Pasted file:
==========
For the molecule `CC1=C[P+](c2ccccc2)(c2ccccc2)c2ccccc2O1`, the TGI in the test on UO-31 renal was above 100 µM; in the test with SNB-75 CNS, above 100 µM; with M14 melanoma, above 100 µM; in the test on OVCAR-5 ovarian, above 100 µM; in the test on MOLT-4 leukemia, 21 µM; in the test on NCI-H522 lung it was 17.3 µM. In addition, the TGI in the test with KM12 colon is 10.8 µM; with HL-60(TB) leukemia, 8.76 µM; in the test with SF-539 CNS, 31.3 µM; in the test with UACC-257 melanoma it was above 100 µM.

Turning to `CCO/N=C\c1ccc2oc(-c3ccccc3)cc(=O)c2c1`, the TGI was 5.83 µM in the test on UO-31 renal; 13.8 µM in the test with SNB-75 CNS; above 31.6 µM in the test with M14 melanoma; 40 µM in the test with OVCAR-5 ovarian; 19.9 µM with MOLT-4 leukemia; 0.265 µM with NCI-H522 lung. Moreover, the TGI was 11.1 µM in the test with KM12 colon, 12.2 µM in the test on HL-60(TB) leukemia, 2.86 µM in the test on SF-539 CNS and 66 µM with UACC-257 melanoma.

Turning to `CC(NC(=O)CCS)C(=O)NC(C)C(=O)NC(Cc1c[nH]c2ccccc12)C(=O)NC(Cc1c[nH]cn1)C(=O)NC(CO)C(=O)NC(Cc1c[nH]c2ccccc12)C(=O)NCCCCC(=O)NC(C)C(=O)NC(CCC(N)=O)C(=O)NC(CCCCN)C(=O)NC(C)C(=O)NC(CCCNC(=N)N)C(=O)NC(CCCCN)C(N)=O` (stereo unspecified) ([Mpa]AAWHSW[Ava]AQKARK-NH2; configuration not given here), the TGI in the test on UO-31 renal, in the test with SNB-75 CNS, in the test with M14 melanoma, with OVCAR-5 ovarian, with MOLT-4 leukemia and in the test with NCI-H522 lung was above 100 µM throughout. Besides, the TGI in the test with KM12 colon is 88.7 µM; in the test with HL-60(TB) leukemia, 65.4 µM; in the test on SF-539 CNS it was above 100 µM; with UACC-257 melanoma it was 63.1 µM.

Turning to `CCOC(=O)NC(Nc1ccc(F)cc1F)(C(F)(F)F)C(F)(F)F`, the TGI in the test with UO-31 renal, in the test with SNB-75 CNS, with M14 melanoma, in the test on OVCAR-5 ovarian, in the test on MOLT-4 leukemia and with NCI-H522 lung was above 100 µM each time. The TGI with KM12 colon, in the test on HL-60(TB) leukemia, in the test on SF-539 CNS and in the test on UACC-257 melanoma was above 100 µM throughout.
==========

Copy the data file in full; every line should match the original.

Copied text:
For the molecule `CC1=C[P+](c2ccccc2)(c2ccccc2)c2ccccc2O1`, the TGI in the test on UO-31 renal was above 100 µM; in the test with SNB-75 CNS, above 100 µM; with M14 melanoma, above 100 µM; in the test on OVCAR-5 ovarian, above 100 µM; in the test on MOLT-4 leukemia, 21 µM; in the test on NCI-H522 lung it was 17.3 µM. In addition, the TGI in the test with KM12 colon is 10.8 µM; with HL-60(TB) leukemia, 8.76 µM; in the test with SF-539 CNS, 31.3 µM; in the test with UACC-257 melanoma it was above 100 µM.

Turning to `CCO/N=C\c1ccc2oc(-c3ccccc3)cc(=O)c2c1`, the TGI was 5.83 µM in the test on UO-31 renal; 13.8 µM in the test with SNB-75 CNS; above 31.6 µM in the test with M14 melanoma; 40 µM in the test with OVCAR-5 ovarian; 19.9 µM with MOLT-4 leukemia; 0.265 µM with NCI-H522 lung. Moreover, the TGI was 11.1 µM in the test with KM12 colon, 12.2 µM in the test on HL-60(TB) leukemia, 2.86 µM in the test on SF-539 CNS and 66 µM with UACC-257 melanoma.

Turning to `CC(NC(=O)CCS)C(=O)NC(C)C(=O)NC(Cc1c[nH]c2ccccc12)C(=O)NC(Cc1c[nH]cn1)C(=O)NC(CO)C(=O)NC(Cc1c[nH]c2ccccc12)C(=O)NCCCCC(=O)NC(C)C(=O)NC(CCC(N)=O)C(=O)NC(CCCCN)C(=O)NC(C)C(=O)NC(CCCNC(=N)N)C(=O)NC(CCCCN)C(N)=O` (stereo unspecified) ([Mpa]AAWHSW[Ava]AQKARK-NH2; configuration not given here), the TGI in the test on UO-31 renal, in the test with SNB-75 CNS, in the test with M14 melanoma, with OVCAR-5 ovarian, with MOLT-4 leukemia and in the test with NCI-H522 lung was above 100 µM throughout. Besides, the TGI in the test with KM12 colon is 88.7 µM; in the test with HL-60(TB) leukemia, 65.4 µM; in the test on SF-539 CNS it was above 100 µM; with UACC-257 melanoma it was 63.1 µM.

Turning to `CCOC(=O)NC(Nc1ccc(F)cc1F)(C(F)(F)F)C(F)(F)F`, the TGI in the test with UO-31 renal, in the test with SNB-75 CNS, with M14 melanoma, in the test on OVCAR-5 ovarian, in the test on MOLT-4 leukemia and with NCI-H522 lung was above 100 µM each time. The TGI with KM12 colon, in the test on HL-60(TB) leukemia, in the test on SF-539 CNS and in the test on UACC-257 melanoma was above 100 µM throughout.